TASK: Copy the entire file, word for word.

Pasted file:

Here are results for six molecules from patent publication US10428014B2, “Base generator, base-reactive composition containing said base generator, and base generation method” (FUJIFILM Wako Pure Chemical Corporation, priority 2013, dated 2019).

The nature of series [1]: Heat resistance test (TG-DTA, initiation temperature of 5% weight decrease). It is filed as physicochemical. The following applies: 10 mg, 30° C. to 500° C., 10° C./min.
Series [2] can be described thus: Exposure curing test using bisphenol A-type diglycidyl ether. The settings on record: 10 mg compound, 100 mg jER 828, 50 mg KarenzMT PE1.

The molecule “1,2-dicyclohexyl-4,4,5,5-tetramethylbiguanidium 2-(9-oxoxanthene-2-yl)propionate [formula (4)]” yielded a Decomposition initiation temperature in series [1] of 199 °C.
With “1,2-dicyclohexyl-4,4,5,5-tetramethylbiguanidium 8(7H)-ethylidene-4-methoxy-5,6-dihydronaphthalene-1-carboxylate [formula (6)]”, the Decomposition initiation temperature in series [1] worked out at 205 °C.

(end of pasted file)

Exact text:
Here are results for six molecules from patent publication US10428014B2, “Base generator, base-reactive composition containing said base generator, and base generation method” (FUJIFILM Wako Pure Chemical Corporation, priority 2013, dated 2019).

The nature of series [1]: Heat resistance test (TG-DTA, initiation temperature of 5% weight decrease). It is filed as physicochemical. The following applies: 10 mg, 30° C. to 500° C., 10° C./min.
Series [2] can be described thus: Exposure curing test using bisphenol A-type diglycidyl ether. The settings on record: 10 mg compound, 100 mg jER 828, 50 mg KarenzMT PE1.

The molecule “1,2-dicyclohexyl-4,4,5,5-tetramethylbiguanidium 2-(9-oxoxanthene-2-yl)propionate [formula (4)]” yielded a Decomposition initiation temperature in series [1] of 199 °C.
With “1,2-dicyclohexyl-4,4,5,5-tetramethylbiguanidium 8(7H)-ethylidene-4-methoxy-5,6-dihydronaphthalene-1-carboxylate [formula (6)]”, the Decomposition initiation temperature in series [1] worked out at 205 °C.